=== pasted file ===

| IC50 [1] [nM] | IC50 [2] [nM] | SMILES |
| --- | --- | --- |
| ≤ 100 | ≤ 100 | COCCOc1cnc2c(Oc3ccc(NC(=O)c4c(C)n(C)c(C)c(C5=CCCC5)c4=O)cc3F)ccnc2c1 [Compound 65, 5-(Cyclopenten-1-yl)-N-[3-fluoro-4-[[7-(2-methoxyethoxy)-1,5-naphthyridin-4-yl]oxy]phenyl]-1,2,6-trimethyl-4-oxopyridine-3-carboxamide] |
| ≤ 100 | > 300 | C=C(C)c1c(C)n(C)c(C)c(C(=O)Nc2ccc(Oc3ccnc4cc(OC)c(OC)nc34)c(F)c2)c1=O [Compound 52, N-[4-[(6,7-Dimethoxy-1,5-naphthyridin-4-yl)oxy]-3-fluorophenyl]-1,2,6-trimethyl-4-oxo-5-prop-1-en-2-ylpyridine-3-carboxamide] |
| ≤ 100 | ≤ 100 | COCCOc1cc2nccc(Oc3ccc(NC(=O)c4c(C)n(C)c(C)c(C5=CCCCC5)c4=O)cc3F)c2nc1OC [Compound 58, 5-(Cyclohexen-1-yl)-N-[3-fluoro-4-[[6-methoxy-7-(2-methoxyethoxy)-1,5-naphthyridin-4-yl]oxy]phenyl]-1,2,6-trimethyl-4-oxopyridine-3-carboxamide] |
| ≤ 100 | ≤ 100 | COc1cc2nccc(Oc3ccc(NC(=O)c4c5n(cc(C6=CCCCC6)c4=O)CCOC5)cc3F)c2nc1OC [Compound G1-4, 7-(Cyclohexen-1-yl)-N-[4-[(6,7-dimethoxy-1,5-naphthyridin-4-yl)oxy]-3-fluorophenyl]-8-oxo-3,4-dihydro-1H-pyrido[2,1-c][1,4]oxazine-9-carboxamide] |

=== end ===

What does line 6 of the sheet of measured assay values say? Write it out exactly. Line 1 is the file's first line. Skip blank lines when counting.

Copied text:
| ≤ 100 | ≤ 100 | COc1cc2nccc(Oc3ccc(NC(=O)c4c5n(cc(C6=CCCCC6)c4=O)CCOC5)cc3F)c2nc1OC [Compound G1-4, 7-(Cyclohexen-1-yl)-N-[4-[(6,7-dimethoxy-1,5-naphthyridin-4-yl)oxy]-3-fluorophenyl]-8-oxo-3,4-dihydro-1H-pyrido[2,1-c][1,4]oxazine-9-carboxamide] |